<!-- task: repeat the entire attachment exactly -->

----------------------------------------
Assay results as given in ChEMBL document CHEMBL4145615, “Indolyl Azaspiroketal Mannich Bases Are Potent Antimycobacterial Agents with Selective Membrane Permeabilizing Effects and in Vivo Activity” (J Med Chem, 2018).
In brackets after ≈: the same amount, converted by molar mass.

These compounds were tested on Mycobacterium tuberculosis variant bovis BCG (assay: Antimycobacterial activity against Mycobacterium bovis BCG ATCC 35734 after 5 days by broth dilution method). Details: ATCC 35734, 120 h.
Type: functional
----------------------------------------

Assay results as given in ChEMBL document CHEMBL4145615, “Indolyl Azaspiroketal Mannich Bases Are Potent Antimycobacterial Agents with Selective Membrane Permeabilizing Effects and in Vivo Activity” (J Med Chem, 2018).
In brackets after ≈: the same amount, converted by molar mass.

These compounds were tested on Mycobacterium tuberculosis variant bovis BCG (assay: Antimycobacterial activity against Mycobacterium bovis BCG ATCC 35734 after 5 days by broth dilution method). Details: ATCC 35734, 120 h.
Type: functional